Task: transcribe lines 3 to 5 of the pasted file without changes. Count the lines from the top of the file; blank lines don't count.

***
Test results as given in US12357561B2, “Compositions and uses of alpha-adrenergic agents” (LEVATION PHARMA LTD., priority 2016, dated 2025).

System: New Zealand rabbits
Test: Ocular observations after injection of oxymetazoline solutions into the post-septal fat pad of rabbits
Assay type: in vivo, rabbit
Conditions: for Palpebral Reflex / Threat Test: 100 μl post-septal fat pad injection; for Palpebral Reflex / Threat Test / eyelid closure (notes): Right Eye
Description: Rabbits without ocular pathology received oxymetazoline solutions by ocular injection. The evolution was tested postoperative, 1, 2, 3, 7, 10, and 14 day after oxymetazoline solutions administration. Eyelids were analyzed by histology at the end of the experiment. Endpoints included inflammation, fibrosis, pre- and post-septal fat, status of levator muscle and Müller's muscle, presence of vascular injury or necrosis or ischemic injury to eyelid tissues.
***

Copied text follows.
Test: Ocular observations after injection of oxymetazoline solutions into the post-septal fat pad of rabbits
Assay type: in vivo, rabbit
Conditions: for Palpebral Reflex / Threat Test: 100 μl post-septal fat pad injection; for Palpebral Reflex / Threat Test / eyelid closure (notes): Right Eye